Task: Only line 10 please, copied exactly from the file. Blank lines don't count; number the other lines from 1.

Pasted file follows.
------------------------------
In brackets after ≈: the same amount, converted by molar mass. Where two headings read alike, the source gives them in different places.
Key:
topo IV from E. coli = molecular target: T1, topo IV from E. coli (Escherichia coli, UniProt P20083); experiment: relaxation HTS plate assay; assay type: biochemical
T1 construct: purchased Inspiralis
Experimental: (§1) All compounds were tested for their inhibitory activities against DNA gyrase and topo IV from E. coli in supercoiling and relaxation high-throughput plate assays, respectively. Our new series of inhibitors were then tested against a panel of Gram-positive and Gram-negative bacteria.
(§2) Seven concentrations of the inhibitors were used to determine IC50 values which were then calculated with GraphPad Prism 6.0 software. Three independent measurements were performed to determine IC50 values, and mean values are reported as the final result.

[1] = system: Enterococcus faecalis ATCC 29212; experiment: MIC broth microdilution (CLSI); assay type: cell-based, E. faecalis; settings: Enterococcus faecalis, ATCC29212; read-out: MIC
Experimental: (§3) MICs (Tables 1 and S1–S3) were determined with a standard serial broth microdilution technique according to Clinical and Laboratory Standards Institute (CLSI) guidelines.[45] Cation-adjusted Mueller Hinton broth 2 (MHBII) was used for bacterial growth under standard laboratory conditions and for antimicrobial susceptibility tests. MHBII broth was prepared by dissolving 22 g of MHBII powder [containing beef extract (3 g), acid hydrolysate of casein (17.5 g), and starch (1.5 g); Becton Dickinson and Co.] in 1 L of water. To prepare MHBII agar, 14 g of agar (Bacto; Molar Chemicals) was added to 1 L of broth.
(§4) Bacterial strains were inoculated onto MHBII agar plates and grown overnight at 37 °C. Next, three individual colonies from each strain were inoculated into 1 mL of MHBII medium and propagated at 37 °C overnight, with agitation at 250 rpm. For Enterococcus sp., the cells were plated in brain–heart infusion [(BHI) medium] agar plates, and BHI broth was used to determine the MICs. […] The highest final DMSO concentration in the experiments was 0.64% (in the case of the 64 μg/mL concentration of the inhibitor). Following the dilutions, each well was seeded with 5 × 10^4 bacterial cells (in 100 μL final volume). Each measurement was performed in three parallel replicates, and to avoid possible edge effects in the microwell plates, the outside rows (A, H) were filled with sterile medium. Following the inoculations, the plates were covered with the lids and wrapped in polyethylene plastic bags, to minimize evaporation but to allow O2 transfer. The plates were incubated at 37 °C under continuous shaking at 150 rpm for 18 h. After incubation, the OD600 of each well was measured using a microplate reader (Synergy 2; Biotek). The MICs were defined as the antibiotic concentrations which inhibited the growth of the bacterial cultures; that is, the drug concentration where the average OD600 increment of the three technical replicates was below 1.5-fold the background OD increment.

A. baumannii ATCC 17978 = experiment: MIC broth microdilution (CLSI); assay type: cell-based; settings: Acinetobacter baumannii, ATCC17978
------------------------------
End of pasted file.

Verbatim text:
A. baumannii ATCC 17978 = experiment: MIC broth microdilution (CLSI); assay type: cell-based; settings: Acinetobacter baumannii, ATCC17978